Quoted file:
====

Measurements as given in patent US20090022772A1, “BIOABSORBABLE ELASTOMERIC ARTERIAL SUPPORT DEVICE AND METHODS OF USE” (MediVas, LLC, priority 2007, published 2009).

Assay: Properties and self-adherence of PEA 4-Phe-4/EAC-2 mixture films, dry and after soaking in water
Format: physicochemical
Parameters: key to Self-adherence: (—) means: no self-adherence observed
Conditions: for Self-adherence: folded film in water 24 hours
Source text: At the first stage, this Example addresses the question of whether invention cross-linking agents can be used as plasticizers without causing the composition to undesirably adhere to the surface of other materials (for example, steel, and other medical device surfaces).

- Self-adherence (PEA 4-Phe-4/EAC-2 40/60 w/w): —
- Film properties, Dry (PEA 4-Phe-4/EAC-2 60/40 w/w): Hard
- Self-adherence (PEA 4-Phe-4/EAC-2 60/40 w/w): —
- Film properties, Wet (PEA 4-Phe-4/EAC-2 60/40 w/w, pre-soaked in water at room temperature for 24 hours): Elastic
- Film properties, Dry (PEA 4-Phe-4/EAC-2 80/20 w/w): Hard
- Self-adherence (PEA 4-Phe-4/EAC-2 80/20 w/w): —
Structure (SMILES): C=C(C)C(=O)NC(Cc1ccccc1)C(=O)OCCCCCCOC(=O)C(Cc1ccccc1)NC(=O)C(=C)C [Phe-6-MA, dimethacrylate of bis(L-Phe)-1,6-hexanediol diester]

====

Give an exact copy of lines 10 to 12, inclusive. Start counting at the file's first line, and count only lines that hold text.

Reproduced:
- Film properties, Wet (PEA 4-Phe-4/EAC-2 60/40 w/w, pre-soaked in water at room temperature for 24 hours): Elastic
- Film properties, Dry (PEA 4-Phe-4/EAC-2 80/20 w/w): Hard
- Self-adherence (PEA 4-Phe-4/EAC-2 80/20 w/w): —